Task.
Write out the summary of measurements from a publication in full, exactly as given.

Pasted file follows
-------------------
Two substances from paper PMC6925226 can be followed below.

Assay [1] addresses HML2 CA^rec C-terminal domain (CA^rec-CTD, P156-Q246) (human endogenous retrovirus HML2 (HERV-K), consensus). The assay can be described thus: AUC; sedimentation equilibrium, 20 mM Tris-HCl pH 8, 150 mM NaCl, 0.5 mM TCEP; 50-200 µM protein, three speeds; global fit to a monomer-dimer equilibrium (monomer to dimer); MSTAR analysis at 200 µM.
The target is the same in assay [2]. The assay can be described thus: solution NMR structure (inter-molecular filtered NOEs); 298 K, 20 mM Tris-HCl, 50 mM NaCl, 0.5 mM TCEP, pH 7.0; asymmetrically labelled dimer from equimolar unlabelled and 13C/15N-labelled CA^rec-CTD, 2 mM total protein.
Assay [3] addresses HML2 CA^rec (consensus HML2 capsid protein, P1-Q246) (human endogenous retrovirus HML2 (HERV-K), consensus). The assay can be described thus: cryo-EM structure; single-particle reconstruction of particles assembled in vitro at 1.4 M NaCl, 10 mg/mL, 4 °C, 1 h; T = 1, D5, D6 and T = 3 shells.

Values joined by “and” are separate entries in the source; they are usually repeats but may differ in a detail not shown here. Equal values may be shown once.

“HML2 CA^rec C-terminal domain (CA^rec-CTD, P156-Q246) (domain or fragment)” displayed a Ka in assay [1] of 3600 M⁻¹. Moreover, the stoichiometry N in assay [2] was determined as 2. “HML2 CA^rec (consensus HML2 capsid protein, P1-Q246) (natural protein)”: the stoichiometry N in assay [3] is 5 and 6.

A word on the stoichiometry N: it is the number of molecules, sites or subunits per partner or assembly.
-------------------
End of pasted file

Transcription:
Two substances from paper PMC6925226 can be followed below.

Assay [1] addresses HML2 CA^rec C-terminal domain (CA^rec-CTD, P156-Q246) (human endogenous retrovirus HML2 (HERV-K), consensus). The assay can be described thus: AUC; sedimentation equilibrium, 20 mM Tris-HCl pH 8, 150 mM NaCl, 0.5 mM TCEP; 50-200 µM protein, three speeds; global fit to a monomer-dimer equilibrium (monomer to dimer); MSTAR analysis at 200 µM.
The target is the same in assay [2]. The assay can be described thus: solution NMR structure (inter-molecular filtered NOEs); 298 K, 20 mM Tris-HCl, 50 mM NaCl, 0.5 mM TCEP, pH 7.0; asymmetrically labelled dimer from equimolar unlabelled and 13C/15N-labelled CA^rec-CTD, 2 mM total protein.
Assay [3] addresses HML2 CA^rec (consensus HML2 capsid protein, P1-Q246) (human endogenous retrovirus HML2 (HERV-K), consensus). The assay can be described thus: cryo-EM structure; single-particle reconstruction of particles assembled in vitro at 1.4 M NaCl, 10 mg/mL, 4 °C, 1 h; T = 1, D5, D6 and T = 3 shells.

Values joined by “and” are separate entries in the source; they are usually repeats but may differ in a detail not shown here. Equal values may be shown once.

“HML2 CA^rec C-terminal domain (CA^rec-CTD, P156-Q246) (domain or fragment)” displayed a Ka in assay [1] of 3600 M⁻¹. Moreover, the stoichiometry N in assay [2] was determined as 2. “HML2 CA^rec (consensus HML2 capsid protein, P1-Q246) (natural protein)”: the stoichiometry N in assay [3] is 5 and 6.

A word on the stoichiometry N: it is the number of molecules, sites or subunits per partner or assembly.